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Two PhD Projects available in the Phase Transitions in Health and Disease lab @IBEC
1. Drug screening for personalised medicine in Alzheimer’s Disease: thousands of molecules and thousands of protein variants
Alzheimer’s disease, the leading cause of dementia, affects 55 million people world-wide. Unfortunately, the search of therapies able to prevent or treat Alzheimer’s disease has faced 30 years of failed clinical trials. Familial forms of AD are caused by mutations in the amyloid-beta peptide speed up the aggregation of the peptide into amyloid fibrils. One of the challenges in developing molecules able to prevent amyloid-beta aggregation is that the process of amyloid nucleation is extremely difficult to characterise in vitro. It is even more difficult to envision methods that can do this at scale, i.e. approaches able to scan many molecules and to parallel asses their activity on all amyloid beta variants. We have developed a massively parallel reporter of amyloid nucleation which provides an excellent platform to screen for molecules and mechanisms able to prevent nucleation in vivo (Seuma et al 2021, Seuma et al 2022). This translational project will make use of this approach and involve three phases: 1) optimisation of our high-throughput in-vivo system for the uptake of small molecules; 2) screening of chemical libraries for their impact on amyloid nucleation; 3) validation of the top hits against all possible amyloid beta variants. As a result, we will be able to identify small molecules able to tamper the microscopic mechanism that is leading to AD.
1. MAVEs to systematic understand and predict amyloid formation in human disease
Amyloid fibrils form and precipitate in more than 50 incurable human diseases, including Alzheimer’s and Parkinson’s disease. While all proteins may be able to form amyloids, at least under certain circumstances, protein aggregation into fibrils is actually rare as the process of amyloid formation is controlled by a high kinetic barrier: protein sequences have to cross a free energy barrier to nucleate transition states which then seed irreversible fibril formation. These initial events in amyloid formation are particularly challenging to study by classic biophysical methods, due to the transient and high-energy nature of transition states. They are also likely the most critical steps to systematically study and understand as these are the events to target in order to prevent or slow down amyloid formation for therapeutic purposes. We have developed a massively parallel genomics approach that is able to quantify the rate of aggregation of thousands of protein sequences in parallel. We also proved that this multiplex assay of variant effects (MAVE) accurately classifies missense mutations in Amyloid Beta (Aß) that are known to cause familial forms of Alzheimer’s disease, as well as the effects of distinct types of genetic variation, such as insertions and deletions (Seuma et al 2021, Seuma et al 2022). By employing the same approach on the islet amyloid polypeptide (IAPP), the peptide that aggregates in >90% cases of Type-II diabetes, we find that the impact of mutations broadly resembles that observed for Aß as, in both cases, mutations that increase the propensity of the peptides to aggregate are enriched in those regions that remain unstructured in mature fibrils. However, the specific amino acid changes increasing aggregation change quite radically between the two peptides, making it challenging to use the results of one MAVE to accurately predict mutational impact in another sequence. In this project, we will generate MAVEs for all human amyloids and employ them for clinical variant interpretation. The Project will involve large screening of mutational libraries in the first phase, followed by data analysis and comparison of mutational effects with existing datasets (e.g. UK Biobank) and high-resolution phenotypic validation in disease specific cell types.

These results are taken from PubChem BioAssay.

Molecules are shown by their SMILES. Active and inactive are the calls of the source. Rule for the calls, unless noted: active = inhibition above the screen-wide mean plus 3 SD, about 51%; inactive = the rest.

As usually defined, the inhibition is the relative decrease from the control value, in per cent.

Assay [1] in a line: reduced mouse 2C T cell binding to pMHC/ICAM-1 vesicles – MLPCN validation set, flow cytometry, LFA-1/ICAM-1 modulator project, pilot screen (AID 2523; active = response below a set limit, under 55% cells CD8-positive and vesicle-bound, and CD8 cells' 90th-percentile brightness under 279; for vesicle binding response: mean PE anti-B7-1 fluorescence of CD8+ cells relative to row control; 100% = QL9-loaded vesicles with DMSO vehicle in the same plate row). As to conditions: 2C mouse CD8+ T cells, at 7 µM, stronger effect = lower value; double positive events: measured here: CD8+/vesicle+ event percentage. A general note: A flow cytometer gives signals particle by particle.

The lab: Phase Transitions in Health and Disease
Our lab at IBEC has a wide set of expertise ranging from genetics and molecular biology to biophysics and bioinformatics. As a student in our lab, you will get exposed to all of these disciplines. Most of the projects in the lab involve deep mutational scanning, but lab members are able to choose the appropriate system and approach for their specific question and for each stage of their project. This creates a highly inter-disciplinary environment, with many members of the lab using both computational and experimental approaches. Therefore, a strong interest in developing both experimental and computational skills is required. Experience with genomics, yeast genetics and bioinformatics will be beneficial. More specifically, in this project, you will also learn how to logistically organize a high-throughput screening platform. Our PhD students are encouraged and supported to “think big”, be ambitious and independent.
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